Friday, July 27, 2012

Fruitful Reflections on Learning

Earlier this week, I ventured to a local blueberry farm to pick some blueberries. What a great day to have been outside. It wasn't easy picking today as the farmer sent us out to a section of the field that had obviously already been picked over. Nonetheless, it offered me lots of time for reflection.

In my previous post I also wrote about perseverance. Let me tell you, picking blueberries definitely tested my perseverance. The berries were harder to find than usual and the plants were short, which meant for lots of crouching and kneeling. My knees ached, my shoulders were sore and there were a number of times where I felt like calling it a day and simply buying some ready-picked berries from the stand. But I had committed to picking a boxful and I wasn't going to leave until I had finished. Now, what is the connection to education? When students arrive at reasonable and manageable challenges, we must demand they persevere to the point of completion. On the other hand, we must not criticize their lack of perseverance when they lack the skills and ability necessary to complete certain challenges.

I observed blueberries of all different colours. sizes, shapes and other unique characteristics. Some were very ripe and barely required my helping in falling off the bush. Others were nowhere near ripe and even with a gentle tug resisted falling off the bush. Again, how does this relate to education you ask? Each of our students is unique in his or her own special way. And much like berries, each of them matures and develops at his or her own pace. As educators, it is our responsibility to judge each student's development and gently pull them on to new challenges when the time is right.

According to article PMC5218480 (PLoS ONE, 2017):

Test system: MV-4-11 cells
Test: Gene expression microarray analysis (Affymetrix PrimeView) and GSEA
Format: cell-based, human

Look Beyond the Obvious
Initially, it was discouraging not to find berries very easily. But I quickly learned that when I took a moment to look under some branches and peel back some leaves that there were many ripe berries to be found. I believe this is another important lesson for each of us who works with children. Rather than making judgments and assumptions about children based on what we see them demonstrate on the surface, it's important that we make the effort to get to know our students, find out who is truly behind the eyes we see on a daily basis and recognize each student's individual abilities and potential.

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